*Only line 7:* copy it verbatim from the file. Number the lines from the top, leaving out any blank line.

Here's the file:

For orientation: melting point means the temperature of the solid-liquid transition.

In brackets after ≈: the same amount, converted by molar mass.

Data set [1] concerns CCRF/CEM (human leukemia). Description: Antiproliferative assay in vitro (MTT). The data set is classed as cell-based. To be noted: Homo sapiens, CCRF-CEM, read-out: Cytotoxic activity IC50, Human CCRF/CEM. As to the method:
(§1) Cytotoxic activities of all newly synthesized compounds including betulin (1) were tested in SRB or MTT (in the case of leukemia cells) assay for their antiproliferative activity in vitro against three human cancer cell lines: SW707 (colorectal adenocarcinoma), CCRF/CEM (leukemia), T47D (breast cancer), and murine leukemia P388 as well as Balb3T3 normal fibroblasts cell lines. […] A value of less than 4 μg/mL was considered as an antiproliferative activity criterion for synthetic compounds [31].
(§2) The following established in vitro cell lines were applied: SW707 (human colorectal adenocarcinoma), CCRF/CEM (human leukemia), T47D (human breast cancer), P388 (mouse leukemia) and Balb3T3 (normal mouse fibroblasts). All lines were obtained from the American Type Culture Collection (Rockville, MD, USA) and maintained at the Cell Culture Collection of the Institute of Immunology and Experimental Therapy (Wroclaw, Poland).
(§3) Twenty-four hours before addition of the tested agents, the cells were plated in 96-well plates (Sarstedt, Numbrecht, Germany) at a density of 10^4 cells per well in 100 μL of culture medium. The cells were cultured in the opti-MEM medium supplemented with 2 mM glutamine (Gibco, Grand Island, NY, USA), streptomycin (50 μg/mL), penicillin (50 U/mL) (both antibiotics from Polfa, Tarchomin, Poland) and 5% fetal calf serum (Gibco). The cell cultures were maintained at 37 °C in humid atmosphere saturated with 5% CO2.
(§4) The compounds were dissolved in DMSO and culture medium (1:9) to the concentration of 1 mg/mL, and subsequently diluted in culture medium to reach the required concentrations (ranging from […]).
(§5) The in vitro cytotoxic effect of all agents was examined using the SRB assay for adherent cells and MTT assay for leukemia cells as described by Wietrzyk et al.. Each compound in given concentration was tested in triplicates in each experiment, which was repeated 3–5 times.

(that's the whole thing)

(§4) The compounds were dissolved in DMSO and culture medium (1:9) to the concentration of 1 mg/mL, and subsequently diluted in culture medium to reach the required concentrations (ranging from […]).